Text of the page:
ELKHORN -- An Army reservist from Sun Prairie is making music again, after his beloved trumpet was stolen from his truck on Veterans Day.
As SSgt. Matt Miller walked out of his Glendale hotel after walking in a Veterans Day parade, he discovered one of his most beloved possessions was gone. His truck windows were smashed, with glass laying on the ground. His vehicle was emptied.
"Noticed that the first thing gone was my trumpet," said Miller.
He scoured pawn shops and websites, trying to find the instrument he owned for more than 20 years, but came up empty. That's where Brett Getzen, president of Getzen Co. in Elkhorn, stepped in.
"So there is two of each model to choose from. He will actually be the first person in the world to own one of these," said Getzen.
At Getzen Co., Miller was able to test a brand new trumpet to take home, at the facility where instruments are made. Getzen gave Miller the first new trumpet off the company's special 80th anniversary line.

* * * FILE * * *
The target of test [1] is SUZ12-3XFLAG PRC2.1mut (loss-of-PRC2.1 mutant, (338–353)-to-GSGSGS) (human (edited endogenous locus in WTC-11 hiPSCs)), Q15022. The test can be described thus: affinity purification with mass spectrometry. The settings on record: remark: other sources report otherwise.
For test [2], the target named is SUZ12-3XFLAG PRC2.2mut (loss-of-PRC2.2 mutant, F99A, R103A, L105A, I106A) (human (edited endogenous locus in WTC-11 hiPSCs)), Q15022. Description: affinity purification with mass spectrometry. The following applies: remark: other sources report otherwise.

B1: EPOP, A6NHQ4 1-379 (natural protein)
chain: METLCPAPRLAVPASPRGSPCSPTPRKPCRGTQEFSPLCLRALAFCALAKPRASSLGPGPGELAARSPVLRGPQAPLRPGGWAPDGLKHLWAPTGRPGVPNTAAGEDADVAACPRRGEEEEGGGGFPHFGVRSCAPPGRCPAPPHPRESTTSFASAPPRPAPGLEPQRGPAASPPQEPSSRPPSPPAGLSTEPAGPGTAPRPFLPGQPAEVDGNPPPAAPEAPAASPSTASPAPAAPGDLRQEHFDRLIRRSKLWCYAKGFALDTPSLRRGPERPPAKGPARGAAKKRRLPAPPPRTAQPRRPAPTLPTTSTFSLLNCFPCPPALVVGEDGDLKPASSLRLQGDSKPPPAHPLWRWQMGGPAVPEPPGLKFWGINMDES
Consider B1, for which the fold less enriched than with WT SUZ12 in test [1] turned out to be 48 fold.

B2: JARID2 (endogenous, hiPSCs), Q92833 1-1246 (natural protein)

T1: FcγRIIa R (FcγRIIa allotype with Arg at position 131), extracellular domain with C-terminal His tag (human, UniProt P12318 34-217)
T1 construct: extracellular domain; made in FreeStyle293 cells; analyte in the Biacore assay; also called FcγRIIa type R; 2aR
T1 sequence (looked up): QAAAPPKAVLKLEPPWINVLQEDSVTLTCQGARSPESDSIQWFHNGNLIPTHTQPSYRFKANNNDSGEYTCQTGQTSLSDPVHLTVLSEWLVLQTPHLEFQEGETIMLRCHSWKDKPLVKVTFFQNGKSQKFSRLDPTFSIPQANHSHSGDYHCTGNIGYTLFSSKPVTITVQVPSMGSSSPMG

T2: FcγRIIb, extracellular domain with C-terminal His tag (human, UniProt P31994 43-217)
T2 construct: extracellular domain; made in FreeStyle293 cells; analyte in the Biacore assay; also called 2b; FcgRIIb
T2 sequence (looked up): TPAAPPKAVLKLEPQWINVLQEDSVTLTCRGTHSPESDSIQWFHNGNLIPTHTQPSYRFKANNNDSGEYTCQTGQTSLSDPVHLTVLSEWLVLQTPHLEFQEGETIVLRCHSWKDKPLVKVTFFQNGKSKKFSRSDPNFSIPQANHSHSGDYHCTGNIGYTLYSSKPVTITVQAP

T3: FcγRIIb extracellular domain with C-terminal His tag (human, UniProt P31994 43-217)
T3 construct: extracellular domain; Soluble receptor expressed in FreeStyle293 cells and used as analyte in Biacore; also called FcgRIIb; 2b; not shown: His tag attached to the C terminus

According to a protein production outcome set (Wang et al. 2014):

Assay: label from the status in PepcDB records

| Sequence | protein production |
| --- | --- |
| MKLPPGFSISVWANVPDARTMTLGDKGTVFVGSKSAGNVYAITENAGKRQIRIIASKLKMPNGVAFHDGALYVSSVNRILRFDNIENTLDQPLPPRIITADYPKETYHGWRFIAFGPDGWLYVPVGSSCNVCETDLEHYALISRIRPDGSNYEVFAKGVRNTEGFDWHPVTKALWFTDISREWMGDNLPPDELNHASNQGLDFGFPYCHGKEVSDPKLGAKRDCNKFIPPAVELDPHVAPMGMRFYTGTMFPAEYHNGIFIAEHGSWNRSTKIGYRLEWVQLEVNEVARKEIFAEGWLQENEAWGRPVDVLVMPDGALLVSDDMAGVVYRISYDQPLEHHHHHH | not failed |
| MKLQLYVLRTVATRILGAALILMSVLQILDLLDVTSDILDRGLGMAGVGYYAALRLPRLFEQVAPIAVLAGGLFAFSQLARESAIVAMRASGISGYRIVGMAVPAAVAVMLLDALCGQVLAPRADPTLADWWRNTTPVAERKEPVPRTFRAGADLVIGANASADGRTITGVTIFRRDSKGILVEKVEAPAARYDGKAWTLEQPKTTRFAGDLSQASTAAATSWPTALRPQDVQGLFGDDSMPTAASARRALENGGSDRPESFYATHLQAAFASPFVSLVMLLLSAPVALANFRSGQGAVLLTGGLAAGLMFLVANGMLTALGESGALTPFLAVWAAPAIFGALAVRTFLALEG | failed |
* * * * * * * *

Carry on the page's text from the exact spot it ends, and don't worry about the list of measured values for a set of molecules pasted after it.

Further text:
"A lot of gratitude. Very thankful for the offer. Once in a lifetime, or more than once in a lifetime that this would happen," said Miller.
His parents gave him the trumpet as a gift in high school. It had been with him through everything -- including his time serving in Iraq.
"A number of military funerals I've played that," said Ssgt. Miller. "All the experiences you have, the good and bad things you go through with a horn, you can't describe the sentimental value that goes along with that."
"It was a very heartbreaking story to see Matt's trumpet get stolen on Veterans Day, which was the worst part about it. I know personally, trumpets aren't just things. There is an emotional bond to them. They still have every one that I have ever owned, which is quite a few," said Getzen.
Getzen gave Miller a brand new horn, valued at around $3,000.
"Just as a way of thanking him for service. I just wanted to reach out and make sure he had another trumpet to replace that one," said Getzen.
"I opened it up -- I didn't even want to touch it. It looked beautiful. I don't even want to get fingerprints. It looks awesome," said Miller.
"Compared to the sacrifices he's made, it's nothing," said Getzen.
Miller said he re-enlisted in the United States Army Reserve this summer for at least another four years. He said he plans to continue playing the trumpet in the Army Band.